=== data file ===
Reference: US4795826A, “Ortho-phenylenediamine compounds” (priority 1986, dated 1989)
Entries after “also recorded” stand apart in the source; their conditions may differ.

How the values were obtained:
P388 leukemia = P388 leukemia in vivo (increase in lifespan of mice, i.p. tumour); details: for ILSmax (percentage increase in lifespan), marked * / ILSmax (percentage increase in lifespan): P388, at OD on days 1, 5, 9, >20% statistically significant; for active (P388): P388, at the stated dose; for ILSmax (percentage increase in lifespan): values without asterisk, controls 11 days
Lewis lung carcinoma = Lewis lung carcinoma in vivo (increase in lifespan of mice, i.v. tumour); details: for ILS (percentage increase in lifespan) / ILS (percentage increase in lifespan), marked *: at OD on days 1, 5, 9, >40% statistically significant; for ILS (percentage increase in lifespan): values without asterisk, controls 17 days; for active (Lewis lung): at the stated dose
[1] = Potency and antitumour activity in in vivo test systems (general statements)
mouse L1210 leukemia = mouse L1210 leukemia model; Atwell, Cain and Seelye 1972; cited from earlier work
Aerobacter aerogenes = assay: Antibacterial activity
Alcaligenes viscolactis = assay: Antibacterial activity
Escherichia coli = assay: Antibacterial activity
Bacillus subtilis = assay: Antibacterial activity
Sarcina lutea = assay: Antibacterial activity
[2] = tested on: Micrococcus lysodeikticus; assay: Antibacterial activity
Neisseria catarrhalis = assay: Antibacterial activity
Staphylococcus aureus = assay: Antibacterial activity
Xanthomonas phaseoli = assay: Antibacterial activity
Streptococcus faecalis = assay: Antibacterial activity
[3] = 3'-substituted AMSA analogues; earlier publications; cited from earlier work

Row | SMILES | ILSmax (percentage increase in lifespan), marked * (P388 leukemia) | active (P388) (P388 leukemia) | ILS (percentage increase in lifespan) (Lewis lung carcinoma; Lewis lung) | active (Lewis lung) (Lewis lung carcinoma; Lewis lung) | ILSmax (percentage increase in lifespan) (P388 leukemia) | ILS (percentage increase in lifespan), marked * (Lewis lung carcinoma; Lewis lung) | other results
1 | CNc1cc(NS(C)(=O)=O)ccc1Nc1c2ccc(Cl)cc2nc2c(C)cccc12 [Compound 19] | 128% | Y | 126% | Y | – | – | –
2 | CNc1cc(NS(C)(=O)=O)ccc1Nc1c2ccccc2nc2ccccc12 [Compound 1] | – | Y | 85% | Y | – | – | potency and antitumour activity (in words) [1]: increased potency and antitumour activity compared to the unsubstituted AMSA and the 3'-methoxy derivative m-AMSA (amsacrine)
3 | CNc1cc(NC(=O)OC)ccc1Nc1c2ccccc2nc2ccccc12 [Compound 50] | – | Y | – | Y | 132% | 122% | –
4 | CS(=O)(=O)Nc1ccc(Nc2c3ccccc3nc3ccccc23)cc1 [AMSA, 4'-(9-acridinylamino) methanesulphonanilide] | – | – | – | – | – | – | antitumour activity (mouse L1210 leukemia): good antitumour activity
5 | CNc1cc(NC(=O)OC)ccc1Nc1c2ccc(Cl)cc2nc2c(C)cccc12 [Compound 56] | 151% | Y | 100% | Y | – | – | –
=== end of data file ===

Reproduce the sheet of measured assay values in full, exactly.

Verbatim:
Reference: US4795826A, “Ortho-phenylenediamine compounds” (priority 1986, dated 1989)
Entries after “also recorded” stand apart in the source; their conditions may differ.

How the values were obtained:
P388 leukemia = P388 leukemia in vivo (increase in lifespan of mice, i.p. tumour); details: for ILSmax (percentage increase in lifespan), marked * / ILSmax (percentage increase in lifespan): P388, at OD on days 1, 5, 9, >20% statistically significant; for active (P388): P388, at the stated dose; for ILSmax (percentage increase in lifespan): values without asterisk, controls 11 days
Lewis lung carcinoma = Lewis lung carcinoma in vivo (increase in lifespan of mice, i.v. tumour); details: for ILS (percentage increase in lifespan) / ILS (percentage increase in lifespan), marked *: at OD on days 1, 5, 9, >40% statistically significant; for ILS (percentage increase in lifespan): values without asterisk, controls 17 days; for active (Lewis lung): at the stated dose
[1] = Potency and antitumour activity in in vivo test systems (general statements)
mouse L1210 leukemia = mouse L1210 leukemia model; Atwell, Cain and Seelye 1972; cited from earlier work
Aerobacter aerogenes = assay: Antibacterial activity
Alcaligenes viscolactis = assay: Antibacterial activity
Escherichia coli = assay: Antibacterial activity
Bacillus subtilis = assay: Antibacterial activity
Sarcina lutea = assay: Antibacterial activity
[2] = tested on: Micrococcus lysodeikticus; assay: Antibacterial activity
Neisseria catarrhalis = assay: Antibacterial activity
Staphylococcus aureus = assay: Antibacterial activity
Xanthomonas phaseoli = assay: Antibacterial activity
Streptococcus faecalis = assay: Antibacterial activity
[3] = 3'-substituted AMSA analogues; earlier publications; cited from earlier work

Row | SMILES | ILSmax (percentage increase in lifespan), marked * (P388 leukemia) | active (P388) (P388 leukemia) | ILS (percentage increase in lifespan) (Lewis lung carcinoma; Lewis lung) | active (Lewis lung) (Lewis lung carcinoma; Lewis lung) | ILSmax (percentage increase in lifespan) (P388 leukemia) | ILS (percentage increase in lifespan), marked * (Lewis lung carcinoma; Lewis lung) | other results
1 | CNc1cc(NS(C)(=O)=O)ccc1Nc1c2ccc(Cl)cc2nc2c(C)cccc12 [Compound 19] | 128% | Y | 126% | Y | – | – | –
2 | CNc1cc(NS(C)(=O)=O)ccc1Nc1c2ccccc2nc2ccccc12 [Compound 1] | – | Y | 85% | Y | – | – | potency and antitumour activity (in words) [1]: increased potency and antitumour activity compared to the unsubstituted AMSA and the 3'-methoxy derivative m-AMSA (amsacrine)
3 | CNc1cc(NC(=O)OC)ccc1Nc1c2ccccc2nc2ccccc12 [Compound 50] | – | Y | – | Y | 132% | 122% | –
4 | CS(=O)(=O)Nc1ccc(Nc2c3ccccc3nc3ccccc23)cc1 [AMSA, 4'-(9-acridinylamino) methanesulphonanilide] | – | – | – | – | – | – | antitumour activity (mouse L1210 leukemia): good antitumour activity
5 | CNc1cc(NC(=O)OC)ccc1Nc1c2ccc(Cl)cc2nc2c(C)cccc12 [Compound 56] | 151% | Y | 100% | Y | – | – | –